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HUD   >   State Information   >   Iowa   >   News   >   IA 13-028
HUD No. 13-028
Agatha Gutierrez
(913) 551-6803
www.hud.gov/iowa
FOR RELEASE
Thursday
August 8, 2013

HUD AWARDS IOWA HOUSING AUTHORITIES $4,530,750 TO IMPROVE,
PRESERVE NATION'S PUBLIC HOUSING STOCK

Housing authorities across the U.S., territories use funding to maintain housing for families, seniors

KANSAS CITY, KS - U.S. Department of Housing and Urban Development Secretary Shaun Donovan today awarded public housing authorities in Iowa $4,530,750 that will be used to make major large-scale improvements to their public housing units.  

The following housing authorities in Iowa will receive this funding. 

State

Public Housing Authority

2013 Capital Funding

Iowa

Afton Housing Commission

$27,661

 

Albia Housing Agency

$38,588

 

Area XV Multi-County Housing Agency

$90,191

 

Centerville Municipal Housing Agency

$104,151

 

Central Iowa Regional Housing Authority

$145,737

 

Chariton Housing Authority

$60,641

 

Charles City Hsg and Redev Authority

$135,389

 

City of Iowa City Housing Authority

$102,356

 

Clarinda Low Rent Housing Agency

$65,555

 

Corning Housing Commission

$38,523

 

Davenport Housing Commission

$50,955

 

Des Moines Municipal Housing Agency

$920,460

 

Eastern Iowa Regional Housing Authority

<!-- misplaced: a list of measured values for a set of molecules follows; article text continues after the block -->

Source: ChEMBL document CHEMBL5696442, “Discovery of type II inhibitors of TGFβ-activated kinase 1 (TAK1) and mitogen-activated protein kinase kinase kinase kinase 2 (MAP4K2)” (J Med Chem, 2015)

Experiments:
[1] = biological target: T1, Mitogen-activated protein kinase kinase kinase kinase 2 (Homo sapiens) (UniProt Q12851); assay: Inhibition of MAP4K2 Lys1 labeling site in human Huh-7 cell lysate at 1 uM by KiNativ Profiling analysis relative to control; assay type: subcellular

$158,368

 

Essex Low Rent Housing Agency

$12,049

 

Evansdale Municipal Housing Authority

$44,548

 

Fort Dodge Municipal Housing Agency

$134,530

 

Fort Madison Housing Authority

$138,472

 

Keokuk Housing Authority

$200,617

 

Lenox Low Rent Housing Agency

$22,465

 

Lone Tree Housing Commission

$16,165

 

Low Rent Housing Agency Of Bancroft

$24,794

 

Low Rent Housing Agency of Burlington

$200,245

 

Low Rent Housing Agency of Clinton

$68,005

 

Low Rent Housing Agency Of Farragut

$16,336

 

Low Rent Housing Agency Of Hamburg

$20,813

 

Low Rent Housing Agency of Knoxville

$60,678

 

Low Rent Housing Agency Of Leon

$33,946

 

Low Rent Housing Agency Of Missouri Valley

$43,122

 

Low Rent Housing Agency Of Mount Ayr

$21,294

 

Low Rent Housing Agency Of Onawa

$50,680

 

Low Rent Housing Agency Of Red Oak

$41,603

 

Low Rent Housing Agency Of Sidney

$17,604

 

Low Rent Housing Agency Of Sioux Center

$68,222

 

Low Rent Housing Agency Of Waverly

$39,049

 

Low Rent Housing Agency Of Winterset

$34,447

 

Malvern Low Rent Housing Agency

$14,977

 

Municipal Housing Agency of Council Bluffs

$253,500

 

Municipal Housing Agency Of Manning

$23,439

 

Muscatine Municipal Housing Agency

$156,062

 

North Iowa Regional Housing Authority

$120,657

 

Ottumwa Housing Authority

$358,011

 

Rock Rapids Municipal Housing Agency

$41,454

 

Shenandoah Low Rent Housing Agency

$62,216

 

Southern Iowa Regional Housing Authority

$132,043

 

Stanton Housing Commission

$16,734

 

Tabor Low Rent Housing Agency

$16,583

 

Villisca Low Rent Housing Agency

$41,662

 

Waterloo Housing Authority

$45,153

 

Iowa Total

$4,530,750

The grants announced today are provided through HUD’s Capital Fund Program, which provides funding annually to all public housing authorities to build, repair, renovate and/or modernize the public housing in their communities. The authorities use the funding to do large-scale improvements to the housing such as new roofs or to make energy-efficient upgrades to replace old plumbing and electrical systems.